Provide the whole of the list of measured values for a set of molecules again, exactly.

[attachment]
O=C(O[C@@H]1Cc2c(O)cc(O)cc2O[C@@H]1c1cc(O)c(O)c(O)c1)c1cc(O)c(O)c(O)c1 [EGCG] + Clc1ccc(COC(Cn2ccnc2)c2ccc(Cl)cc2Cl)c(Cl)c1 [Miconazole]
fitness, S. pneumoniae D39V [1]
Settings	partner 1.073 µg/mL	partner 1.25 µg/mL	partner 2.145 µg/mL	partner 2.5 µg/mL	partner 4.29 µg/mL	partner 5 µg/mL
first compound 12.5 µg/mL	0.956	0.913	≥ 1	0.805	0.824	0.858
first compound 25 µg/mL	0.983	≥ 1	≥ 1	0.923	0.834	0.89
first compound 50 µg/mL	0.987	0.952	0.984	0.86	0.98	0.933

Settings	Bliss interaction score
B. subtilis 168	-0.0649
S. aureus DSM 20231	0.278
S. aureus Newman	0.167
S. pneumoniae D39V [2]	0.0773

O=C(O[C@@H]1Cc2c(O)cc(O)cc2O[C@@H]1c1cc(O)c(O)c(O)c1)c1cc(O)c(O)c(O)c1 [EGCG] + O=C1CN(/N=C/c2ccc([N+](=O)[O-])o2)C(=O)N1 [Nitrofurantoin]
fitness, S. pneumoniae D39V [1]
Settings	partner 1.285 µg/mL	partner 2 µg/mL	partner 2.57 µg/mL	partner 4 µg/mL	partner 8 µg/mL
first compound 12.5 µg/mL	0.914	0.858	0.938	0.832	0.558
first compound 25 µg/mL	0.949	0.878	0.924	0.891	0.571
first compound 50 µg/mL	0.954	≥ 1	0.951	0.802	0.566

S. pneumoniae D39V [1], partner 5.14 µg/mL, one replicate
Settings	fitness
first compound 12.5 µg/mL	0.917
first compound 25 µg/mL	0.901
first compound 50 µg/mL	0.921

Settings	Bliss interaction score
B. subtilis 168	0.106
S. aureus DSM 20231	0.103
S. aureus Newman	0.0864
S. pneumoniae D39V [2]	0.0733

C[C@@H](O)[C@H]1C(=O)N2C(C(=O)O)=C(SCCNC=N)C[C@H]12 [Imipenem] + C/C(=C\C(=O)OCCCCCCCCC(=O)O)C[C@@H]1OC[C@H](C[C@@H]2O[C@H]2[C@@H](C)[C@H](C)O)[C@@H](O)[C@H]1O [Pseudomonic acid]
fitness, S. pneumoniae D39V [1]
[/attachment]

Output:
O=C(O[C@@H]1Cc2c(O)cc(O)cc2O[C@@H]1c1cc(O)c(O)c(O)c1)c1cc(O)c(O)c(O)c1 [EGCG] + Clc1ccc(COC(Cn2ccnc2)c2ccc(Cl)cc2Cl)c(Cl)c1 [Miconazole]
fitness, S. pneumoniae D39V [1]
Settings	partner 1.073 µg/mL	partner 1.25 µg/mL	partner 2.145 µg/mL	partner 2.5 µg/mL	partner 4.29 µg/mL	partner 5 µg/mL
first compound 12.5 µg/mL	0.956	0.913	≥ 1	0.805	0.824	0.858
first compound 25 µg/mL	0.983	≥ 1	≥ 1	0.923	0.834	0.89
first compound 50 µg/mL	0.987	0.952	0.984	0.86	0.98	0.933

Settings	Bliss interaction score
B. subtilis 168	-0.0649
S. aureus DSM 20231	0.278
S. aureus Newman	0.167
S. pneumoniae D39V [2]	0.0773

O=C(O[C@@H]1Cc2c(O)cc(O)cc2O[C@@H]1c1cc(O)c(O)c(O)c1)c1cc(O)c(O)c(O)c1 [EGCG] + O=C1CN(/N=C/c2ccc([N+](=O)[O-])o2)C(=O)N1 [Nitrofurantoin]
fitness, S. pneumoniae D39V [1]
Settings	partner 1.285 µg/mL	partner 2 µg/mL	partner 2.57 µg/mL	partner 4 µg/mL	partner 8 µg/mL
first compound 12.5 µg/mL	0.914	0.858	0.938	0.832	0.558
first compound 25 µg/mL	0.949	0.878	0.924	0.891	0.571
first compound 50 µg/mL	0.954	≥ 1	0.951	0.802	0.566

S. pneumoniae D39V [1], partner 5.14 µg/mL, one replicate
Settings	fitness
first compound 12.5 µg/mL	0.917
first compound 25 µg/mL	0.901
first compound 50 µg/mL	0.921

Settings	Bliss interaction score
B. subtilis 168	0.106
S. aureus DSM 20231	0.103
S. aureus Newman	0.0864
S. pneumoniae D39V [2]	0.0733

C[C@@H](O)[C@H]1C(=O)N2C(C(=O)O)=C(SCCNC=N)C[C@H]12 [Imipenem] + C/C(=C\C(=O)OCCCCCCCCC(=O)O)C[C@@H]1OC[C@H](C[C@@H]2O[C@H]2[C@@H](C)[C@H](C)O)[C@@H](O)[C@H]1O [Pseudomonic acid]
fitness, S. pneumoniae D39V [1]